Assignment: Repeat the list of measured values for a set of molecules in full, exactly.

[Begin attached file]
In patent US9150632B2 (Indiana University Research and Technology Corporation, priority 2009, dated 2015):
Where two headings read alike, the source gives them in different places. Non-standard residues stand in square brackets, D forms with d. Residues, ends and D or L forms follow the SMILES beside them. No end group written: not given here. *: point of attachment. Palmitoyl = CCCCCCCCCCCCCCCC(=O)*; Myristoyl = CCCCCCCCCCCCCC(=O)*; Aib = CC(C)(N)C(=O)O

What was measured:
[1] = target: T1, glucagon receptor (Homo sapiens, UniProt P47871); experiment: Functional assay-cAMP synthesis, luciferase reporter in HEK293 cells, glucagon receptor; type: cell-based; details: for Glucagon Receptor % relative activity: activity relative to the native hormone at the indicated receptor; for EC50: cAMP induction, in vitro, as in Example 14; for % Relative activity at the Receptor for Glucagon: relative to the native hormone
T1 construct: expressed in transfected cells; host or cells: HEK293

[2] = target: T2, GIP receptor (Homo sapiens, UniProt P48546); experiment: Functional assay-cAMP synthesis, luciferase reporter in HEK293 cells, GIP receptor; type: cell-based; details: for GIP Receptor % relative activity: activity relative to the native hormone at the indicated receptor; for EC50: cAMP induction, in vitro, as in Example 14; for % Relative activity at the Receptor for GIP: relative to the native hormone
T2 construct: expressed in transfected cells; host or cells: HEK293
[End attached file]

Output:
In patent US9150632B2 (Indiana University Research and Technology Corporation, priority 2009, dated 2015):
Where two headings read alike, the source gives them in different places. Non-standard residues stand in square brackets, D forms with d. Residues, ends and D or L forms follow the SMILES beside them. No end group written: not given here. *: point of attachment. Palmitoyl = CCCCCCCCCCCCCCCC(=O)*; Myristoyl = CCCCCCCCCCCCCC(=O)*; Aib = CC(C)(N)C(=O)O

What was measured:
[1] = target: T1, glucagon receptor (Homo sapiens, UniProt P47871); experiment: Functional assay-cAMP synthesis, luciferase reporter in HEK293 cells, glucagon receptor; type: cell-based; details: for Glucagon Receptor % relative activity: activity relative to the native hormone at the indicated receptor; for EC50: cAMP induction, in vitro, as in Example 14; for % Relative activity at the Receptor for Glucagon: relative to the native hormone
T1 construct: expressed in transfected cells; host or cells: HEK293

[2] = target: T2, GIP receptor (Homo sapiens, UniProt P48546); experiment: Functional assay-cAMP synthesis, luciferase reporter in HEK293 cells, GIP receptor; type: cell-based; details: for GIP Receptor % relative activity: activity relative to the native hormone at the indicated receptor; for EC50: cAMP induction, in vitro, as in Example 14; for % Relative activity at the Receptor for GIP: relative to the native hormone
T2 construct: expressed in transfected cells; host or cells: HEK293